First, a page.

The IDEO Design Challenge

The Design Track for ePatients at the Stanford Medicine X Conference this year was an experience that demonstrated the value of teamwork. Where else could you see a cardiac surgeon, a researcher, GP doctors and a venture capitalist working with a patient to find answers to a health problem posed by a patient?

This is the way the challenge worked: two months before the MedX Conference the patients involved submitted problem statements to Dennis Boyle and his team at IDEO; participants got a shorter list back with requests for clarification and also received background links about design thinking and a copy of the book Creative Confidence Unleashing the Creative Potential Within Us All.

To start our day at IDEO we had a tour. The company has done amazing work in design and their workplace is full of people doing work that they love. Then we broke up into teams and I presented my ‘How Might We’ problem statements. We had a terrific facilitator, Tanya Rinderknecht, who nudged us back on track when we started to get too ambitious.

In design thinking there is much consultation and questioning with the users of the potential solution. The statement the team chose to work on was [...] continue the story

Three A.M. Thoughts: ‘Doctor’s Orders’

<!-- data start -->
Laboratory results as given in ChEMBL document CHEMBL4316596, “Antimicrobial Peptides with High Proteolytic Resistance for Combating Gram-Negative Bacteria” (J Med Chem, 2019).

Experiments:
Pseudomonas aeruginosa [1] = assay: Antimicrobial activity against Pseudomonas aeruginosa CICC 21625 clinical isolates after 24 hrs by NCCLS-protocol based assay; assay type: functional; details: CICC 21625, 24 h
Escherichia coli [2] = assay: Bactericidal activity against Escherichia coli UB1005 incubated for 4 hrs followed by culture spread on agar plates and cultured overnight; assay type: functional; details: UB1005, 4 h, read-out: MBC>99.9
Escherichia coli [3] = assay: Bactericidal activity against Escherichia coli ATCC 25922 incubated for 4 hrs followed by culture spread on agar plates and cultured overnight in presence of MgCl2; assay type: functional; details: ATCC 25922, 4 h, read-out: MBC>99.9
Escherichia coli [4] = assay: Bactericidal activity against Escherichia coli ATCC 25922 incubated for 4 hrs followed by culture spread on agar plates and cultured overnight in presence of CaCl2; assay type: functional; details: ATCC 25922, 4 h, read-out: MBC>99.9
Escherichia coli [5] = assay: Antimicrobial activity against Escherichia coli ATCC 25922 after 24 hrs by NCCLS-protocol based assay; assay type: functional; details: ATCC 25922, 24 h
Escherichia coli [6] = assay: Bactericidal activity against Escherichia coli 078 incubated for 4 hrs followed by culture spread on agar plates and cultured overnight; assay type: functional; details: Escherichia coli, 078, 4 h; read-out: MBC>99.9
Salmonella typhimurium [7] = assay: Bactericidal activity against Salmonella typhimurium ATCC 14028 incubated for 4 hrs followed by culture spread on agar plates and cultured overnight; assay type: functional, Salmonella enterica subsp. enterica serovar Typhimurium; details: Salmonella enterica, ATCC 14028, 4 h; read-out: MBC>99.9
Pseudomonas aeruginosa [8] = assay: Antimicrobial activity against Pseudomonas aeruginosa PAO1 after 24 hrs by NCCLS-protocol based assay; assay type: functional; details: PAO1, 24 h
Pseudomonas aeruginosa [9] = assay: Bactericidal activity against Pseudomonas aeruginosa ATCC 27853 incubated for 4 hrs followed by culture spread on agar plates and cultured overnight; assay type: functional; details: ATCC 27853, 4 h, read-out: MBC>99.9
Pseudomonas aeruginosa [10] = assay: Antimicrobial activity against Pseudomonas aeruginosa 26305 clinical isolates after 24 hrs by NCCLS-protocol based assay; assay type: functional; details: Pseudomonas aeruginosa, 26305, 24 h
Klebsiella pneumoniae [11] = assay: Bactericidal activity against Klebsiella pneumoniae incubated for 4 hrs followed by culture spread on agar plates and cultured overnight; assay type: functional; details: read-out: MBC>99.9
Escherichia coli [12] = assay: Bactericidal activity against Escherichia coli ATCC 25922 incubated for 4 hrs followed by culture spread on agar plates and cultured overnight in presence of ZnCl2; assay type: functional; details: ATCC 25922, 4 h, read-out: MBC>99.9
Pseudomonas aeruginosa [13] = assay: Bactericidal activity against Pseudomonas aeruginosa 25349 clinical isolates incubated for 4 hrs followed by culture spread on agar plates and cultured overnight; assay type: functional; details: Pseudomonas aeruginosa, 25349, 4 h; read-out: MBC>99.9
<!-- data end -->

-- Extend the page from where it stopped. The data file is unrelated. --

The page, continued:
It is a cultural artifact that we regard medical professionals as authority figures. We expect them to command us and we are expected to obey. Hence the phrase: ‘doctor’s orders’. This relationship does not work for Type 1 Diabetes. It infantilizes the patient, which is the worst possible outcome. A person living with Type 1 needs a team of professional health care providers (endocrinologists, opthamologists, general practitioners, nurses, dietitions, psychologists, social workers, diabetes educators) to help with management of the condition. But the patient needs to be the Captain of that team. Healthcare providers should be trusted advisors, not authority figures. Healthcare providers may have relevant and necessary training and expertise in the science of the condition. I say ‘may have’ because in my experience not every healthcare provider who purports to understand T1D actually does. And a little knowledge, as they say… Many conflate it with Type 2, and seem to think that all diabetes — and all diabetics — are the same. This is one of the things that irritates me the most. As far as I am concerned, Type 2 is a whole different medical condition that is not relevant to my life or my chronic medical condition. The [...] continue the story